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Long completed EURAMET projects still providing benefit to Europe

In the centre of the picture is a microscope with 4 lenses. Behind and out of site, sits a scientist with only gloved hands showing either side of the microscope
Close up of a microscope studying a sample in a laboratory

Between 2009 and 2013 EURAMET funded 119 research projects – many of which continue to benefit European citizens, businesses, and the environment

Under the  European Metrology Research Programme (EMRP) 119 projects were launched with the aim of bringing European metrology institutes, industrial organisations and academia together to provide answers to pressing metrological problems in areas such as health, industry and the environment. 

Running from 2010 to 2017 some of the EMRP projects were developed further in later metrology research programmes – but the results from these early projects are still making an impact today.

Selected examples of continued impact

  • The project New primary standards and traceability for radiometry (NEWSTAR, SIB57, 2013-2016) developed a new type of photodiode containing ‘black silicon’. This new detector can capture 96-99% of the light falling on its surface – considered a breakthrough in light detection. It is set to have significant commercial potential in a wide range of cutting-edge industries and research applications, such as a candidate for a Predictable Quantum Efficiency Detector needed for improving experimental set-ups for realising the candela, the SI unit for light. The work of this project was built upon in the EMPIR project 18SIB10 chipS·CALe (2019-2022).
  • The industry focused project Large volume metrology in industry (LUMINAR, IND53, 2013-2016) developed a scanning interferometry system that was successfully used in the testing of an ion engine of an interplanetary probe that is currently on its way to the planet Mercury. The technology developed in the project was further evolved in the EMPIR projects 17IND03 LaVa (2018-2022) and 20IND02 DynaMITE (2021-2024) and is now being used in a range of European industries.
  • Ozone protects the surface of the Earth from harmful UV radiation.  In the mid-1970s it was discovered that ozone was being destroyed by chemicals released through human activities. EMRP project Traceability for atmospheric total column ozone (atmoz, ENV59, 2014 - 2017 ) developed an improved array spectroradiometer for detecting and measuring this important gas. The same instrument was later used in the Metrology Partnership project 21GRD02, BIOSPHERE (2022-2025), examining the effects of extra-terrestrial radiation on the ozone layer.
  • Another important chemical in the environment is ammonia which, once released into the atmosphere from sectors such as agriculture, has been linked to tens of thousands of premature deaths annually. The Metrology for ammonia in ambient air (ENV55, MetNH3, 2014-2017) project developed new facilities for testing the performance of ammonia sampling devices. This led to the development of a new type of ammonia detector capable of detecting this gas down to the 1 ppb level over a wide area.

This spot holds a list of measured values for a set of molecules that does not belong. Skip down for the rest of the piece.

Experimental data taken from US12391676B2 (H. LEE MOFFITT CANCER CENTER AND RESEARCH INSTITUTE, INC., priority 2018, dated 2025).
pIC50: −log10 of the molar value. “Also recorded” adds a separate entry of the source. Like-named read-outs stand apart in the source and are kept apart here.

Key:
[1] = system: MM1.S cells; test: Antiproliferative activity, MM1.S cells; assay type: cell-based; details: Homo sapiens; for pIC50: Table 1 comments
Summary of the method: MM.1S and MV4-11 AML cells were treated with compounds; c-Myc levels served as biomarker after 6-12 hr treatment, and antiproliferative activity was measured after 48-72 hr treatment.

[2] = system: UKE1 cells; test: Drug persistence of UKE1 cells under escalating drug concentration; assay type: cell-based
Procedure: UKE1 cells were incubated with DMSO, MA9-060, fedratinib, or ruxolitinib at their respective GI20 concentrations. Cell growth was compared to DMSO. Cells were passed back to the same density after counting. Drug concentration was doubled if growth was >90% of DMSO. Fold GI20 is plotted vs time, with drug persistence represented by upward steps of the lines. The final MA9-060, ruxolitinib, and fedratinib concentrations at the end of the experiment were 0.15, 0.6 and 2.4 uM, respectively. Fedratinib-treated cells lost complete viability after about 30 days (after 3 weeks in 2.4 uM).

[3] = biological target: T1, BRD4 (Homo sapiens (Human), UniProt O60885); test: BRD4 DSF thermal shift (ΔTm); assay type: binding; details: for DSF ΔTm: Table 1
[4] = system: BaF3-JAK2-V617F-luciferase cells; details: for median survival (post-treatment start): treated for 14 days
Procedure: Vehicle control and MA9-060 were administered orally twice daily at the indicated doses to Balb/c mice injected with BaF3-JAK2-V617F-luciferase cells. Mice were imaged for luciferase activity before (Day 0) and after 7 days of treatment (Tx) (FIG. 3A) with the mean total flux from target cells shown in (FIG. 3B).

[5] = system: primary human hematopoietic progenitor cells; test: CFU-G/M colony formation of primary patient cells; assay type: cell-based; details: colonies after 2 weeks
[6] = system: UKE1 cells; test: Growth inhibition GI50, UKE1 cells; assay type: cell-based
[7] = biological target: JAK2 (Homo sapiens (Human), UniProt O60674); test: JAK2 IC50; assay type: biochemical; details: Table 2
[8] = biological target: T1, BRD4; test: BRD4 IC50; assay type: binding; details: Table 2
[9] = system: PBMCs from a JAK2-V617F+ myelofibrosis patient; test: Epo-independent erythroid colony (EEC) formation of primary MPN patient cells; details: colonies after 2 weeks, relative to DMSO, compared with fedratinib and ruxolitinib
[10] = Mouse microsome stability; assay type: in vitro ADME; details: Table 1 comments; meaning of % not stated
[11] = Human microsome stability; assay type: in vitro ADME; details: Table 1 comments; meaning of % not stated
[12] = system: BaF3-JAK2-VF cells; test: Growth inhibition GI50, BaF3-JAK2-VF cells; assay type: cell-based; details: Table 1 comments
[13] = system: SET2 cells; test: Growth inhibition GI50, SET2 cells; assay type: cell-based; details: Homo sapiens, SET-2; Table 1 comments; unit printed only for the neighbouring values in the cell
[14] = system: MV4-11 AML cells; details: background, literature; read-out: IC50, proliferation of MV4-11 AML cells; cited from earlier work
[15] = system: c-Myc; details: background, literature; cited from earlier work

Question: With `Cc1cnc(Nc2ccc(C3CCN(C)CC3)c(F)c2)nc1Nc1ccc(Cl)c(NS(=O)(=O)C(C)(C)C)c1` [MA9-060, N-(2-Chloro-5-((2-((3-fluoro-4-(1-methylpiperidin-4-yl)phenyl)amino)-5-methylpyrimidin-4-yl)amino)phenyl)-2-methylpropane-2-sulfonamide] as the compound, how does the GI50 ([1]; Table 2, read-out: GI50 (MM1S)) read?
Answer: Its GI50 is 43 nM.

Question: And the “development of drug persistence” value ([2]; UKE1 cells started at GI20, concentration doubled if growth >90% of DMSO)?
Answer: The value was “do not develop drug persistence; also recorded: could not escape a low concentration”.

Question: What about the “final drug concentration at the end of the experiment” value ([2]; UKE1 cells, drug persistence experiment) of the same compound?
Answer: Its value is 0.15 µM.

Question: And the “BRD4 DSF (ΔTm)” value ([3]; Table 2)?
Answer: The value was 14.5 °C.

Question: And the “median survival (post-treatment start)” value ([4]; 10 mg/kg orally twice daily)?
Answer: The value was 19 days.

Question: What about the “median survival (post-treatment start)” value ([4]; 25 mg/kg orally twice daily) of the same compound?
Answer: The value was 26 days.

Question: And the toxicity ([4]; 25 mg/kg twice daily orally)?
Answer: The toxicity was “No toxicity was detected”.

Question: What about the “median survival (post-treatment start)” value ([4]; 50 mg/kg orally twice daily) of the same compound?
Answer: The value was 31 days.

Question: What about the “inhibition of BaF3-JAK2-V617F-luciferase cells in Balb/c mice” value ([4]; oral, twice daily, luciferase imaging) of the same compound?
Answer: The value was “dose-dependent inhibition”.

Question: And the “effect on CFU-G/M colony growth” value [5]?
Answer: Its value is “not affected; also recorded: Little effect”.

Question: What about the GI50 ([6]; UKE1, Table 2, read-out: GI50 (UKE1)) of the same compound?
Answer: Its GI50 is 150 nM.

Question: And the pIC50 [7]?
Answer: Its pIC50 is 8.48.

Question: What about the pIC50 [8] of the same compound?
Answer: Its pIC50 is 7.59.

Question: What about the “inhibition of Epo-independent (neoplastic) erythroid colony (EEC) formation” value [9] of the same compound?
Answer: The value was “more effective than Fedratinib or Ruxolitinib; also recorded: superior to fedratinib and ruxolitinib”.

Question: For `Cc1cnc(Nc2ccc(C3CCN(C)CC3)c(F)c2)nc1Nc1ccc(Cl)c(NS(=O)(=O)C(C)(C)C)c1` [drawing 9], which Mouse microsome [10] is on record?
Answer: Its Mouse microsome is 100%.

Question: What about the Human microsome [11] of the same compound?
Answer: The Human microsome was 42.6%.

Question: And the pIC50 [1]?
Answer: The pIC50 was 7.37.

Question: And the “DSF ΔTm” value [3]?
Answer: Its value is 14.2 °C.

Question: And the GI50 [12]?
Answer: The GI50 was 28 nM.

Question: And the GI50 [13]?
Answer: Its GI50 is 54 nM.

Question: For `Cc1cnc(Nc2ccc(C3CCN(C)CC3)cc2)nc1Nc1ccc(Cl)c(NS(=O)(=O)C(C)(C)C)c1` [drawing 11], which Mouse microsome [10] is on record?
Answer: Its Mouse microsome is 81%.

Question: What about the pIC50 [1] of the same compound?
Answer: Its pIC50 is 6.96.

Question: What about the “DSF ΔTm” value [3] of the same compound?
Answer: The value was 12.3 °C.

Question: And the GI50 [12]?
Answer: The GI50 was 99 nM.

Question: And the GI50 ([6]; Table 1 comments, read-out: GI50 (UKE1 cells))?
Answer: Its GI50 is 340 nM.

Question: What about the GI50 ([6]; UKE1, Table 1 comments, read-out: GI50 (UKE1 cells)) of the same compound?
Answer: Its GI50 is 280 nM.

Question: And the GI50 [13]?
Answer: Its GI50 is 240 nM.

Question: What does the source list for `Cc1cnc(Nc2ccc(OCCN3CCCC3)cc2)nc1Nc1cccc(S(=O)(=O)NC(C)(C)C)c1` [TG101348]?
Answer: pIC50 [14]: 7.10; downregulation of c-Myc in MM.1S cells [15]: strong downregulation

• Sub-micron particles released by cells have the potential to revolutionise disease diagnosis and treatment. However, measurement instruments for these tiny particles either lacked resolution or altered their function. The project Metrology for the characterisation of biomolecular interfaces for diagnostic devices (HLT04, Biosurf, 2012-2015) laid the foundation for a new type of device capable of giving valuable data on thousands of these, at the single particle level, within minutes. The information gained in the project has led to the development of an ISO technical report on nanoparticle shell thickness in the follow-on project 17SIP03 ESCoShell (2018-2021).
  • Radiotherapy has been used as a treatment for cancer for over a century.  Even though the technology has evolved considerably since then, clinical centres employing the same treatment on the same condition can use up to a 20 % different radiation dose. The project Biologically weighted quantities in radiotherapy (SIB06, BioQuaRT, 2012-2015) developed the foundation for a predictive model of DNA damage in response to radiation which can now simulate the effectiveness of radiotherapy at the nanometre scale. Able to model a wide range of radiation beam types, the results from different radiotherapy centres can more easily be compared - providing better treatment for patients.

These are only a few of the hundreds of examples of the benefit of metrological research that can be found on the EURAMET website.

The EURAMET Vice-Chairperson (Research) Maguelonne Chambon commented about the EMRP projects:

“Since the dawn of time, and as a result of growing human relations, measurement has always had to answer to emerging social and economic needs. The European Metrology Research Programme has responded to the major industrial and societal issues raised in the 2010s. With the development of new technologies, such as quantum technologies and nanomaterials, and the rapid growth of AI, as well as current and future challenges in health, monitoring climate change and the ecological transition, metrology has become a key discipline for making further advances and responding to these new issues. This is what the European Metrology Programme for Innovation and Research and the Metrology Partnership have proposed to prepare for the future”.

An overview summary of the impact generated by EURAMET’s Metrology Research Programmes can be found at EURAMET’s impact pages >>

These EMRP joint research projects were part of EURAMET’s European Metrology Research Programme. The EMRP was jointly funded by the EMRP participating countries within EURAMET and the European Union.


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